The longsub (Sonar, reveals itself when used, CD: 1) is a very commonly used ship. It is almost always used in the first three turns, and it can help tell exactly where your opponent’s ships are. The only drawback is that as of v14, its size has effectively been reduced to three, allowing your opponent to limit you to only three sonar shots, and with kayak, they can even limit it to only two.


The catamaran (Attacks in a 7x1 line, CD: 7) is a very powerful ship, however its long cooldown means that it is often destroyed before it is used. This is, however, a good ship for heavy fleets (fleets with lots of heavy ships) as it has a high firepower and it can act like a partition between your opponent’s ships.


The galleon (Attack twice, CD: 3) is not really the best ship out there, as it only enables you to use your cannon attack twice, which isn’t really effective. That being said, It can sometimes help you out of sticky situations, for example if you know where his kayak is, but he can finish you off in one turn. However, the galleon’s ability is quite similar to the kayak, and the kayak’s shorter cooldown makes it more desirable.

Of course, no fleet can do much for you if you do not use a good strategy, so I will now list the best strategies. (This is a summary, I will not go too deep into it.)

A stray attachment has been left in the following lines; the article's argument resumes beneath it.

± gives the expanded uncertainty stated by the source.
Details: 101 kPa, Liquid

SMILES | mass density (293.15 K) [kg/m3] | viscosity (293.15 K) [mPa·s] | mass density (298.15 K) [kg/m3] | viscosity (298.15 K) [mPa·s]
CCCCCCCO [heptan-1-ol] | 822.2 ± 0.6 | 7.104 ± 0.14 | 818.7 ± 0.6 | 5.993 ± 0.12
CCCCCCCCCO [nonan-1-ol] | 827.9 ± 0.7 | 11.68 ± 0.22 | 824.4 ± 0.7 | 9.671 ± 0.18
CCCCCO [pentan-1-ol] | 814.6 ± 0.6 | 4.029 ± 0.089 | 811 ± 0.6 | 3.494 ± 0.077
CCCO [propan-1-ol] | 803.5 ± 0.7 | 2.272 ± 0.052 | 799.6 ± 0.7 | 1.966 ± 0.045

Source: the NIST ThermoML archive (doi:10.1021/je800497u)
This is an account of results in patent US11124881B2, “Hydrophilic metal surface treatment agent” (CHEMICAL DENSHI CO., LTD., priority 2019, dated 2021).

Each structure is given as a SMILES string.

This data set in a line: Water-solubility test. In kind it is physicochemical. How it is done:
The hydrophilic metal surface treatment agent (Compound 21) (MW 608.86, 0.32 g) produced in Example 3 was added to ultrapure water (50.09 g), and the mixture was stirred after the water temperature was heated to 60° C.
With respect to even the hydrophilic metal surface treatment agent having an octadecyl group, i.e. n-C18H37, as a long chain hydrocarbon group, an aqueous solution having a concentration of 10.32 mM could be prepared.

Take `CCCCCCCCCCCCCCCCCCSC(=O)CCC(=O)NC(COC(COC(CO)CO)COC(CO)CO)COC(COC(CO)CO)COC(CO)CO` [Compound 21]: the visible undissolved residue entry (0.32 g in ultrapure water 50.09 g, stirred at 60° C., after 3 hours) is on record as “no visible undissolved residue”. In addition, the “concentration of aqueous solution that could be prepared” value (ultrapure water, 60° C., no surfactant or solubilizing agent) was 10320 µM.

Strategy one: the corner strategy

Pretty easy to explain: Sonar in corners, if it isn’t available, attack one tile diagonally from corners.

Strategy two: the centre strategy

Sonar in the middle, attack halfway between the corners and the middle.

Strategy three: the see slug strategy

If you have see slug in your fleet, there is a better strategy: attack randomly! This is because since you are able to reveal two tiles, if you miss the first one, you still have the second one.

Strategy four: randomise

When positioning your fleets, it’s a good idea to randomise your position, as this will make sure that your opponent has no advantage over you. Just make sure that your ships aren’t close together.


Finally, I should add one more thing: make sure that when you are designing your fleet, you always have a backup plan. Never, and I mean never, make a fleet completely centred around one ship. For example, one of the pre-made fleets, Reveal and Snipe, is not a very good fleet as if your coracle is destroyed, there’s basically no way out. Always include two ship combos or a ship combo and an independent ship, so that if your main combo is destroyed, you can use the backup one.


Now, all that is probably hard to remember, so I’ve provided a summary here.

Ship Combos, ranked:

  1. Minisub + kayak cycle (90/100)
  2. See slug + coracle (85/100)
  3. Eel + longboat (80/100)
  4. Sea monster + kayak cycle (70/100)

Independent ships, ranked:

  1. Longsub (85/100)
  2. Catamaran (80/100)
  3. Galleon (65/100)

(Additionally, I’ll add some ship combos not mentioned above:

These combinations are sometimes seen, but not recommended because either they have more powerful counterparts or they are too specialised.)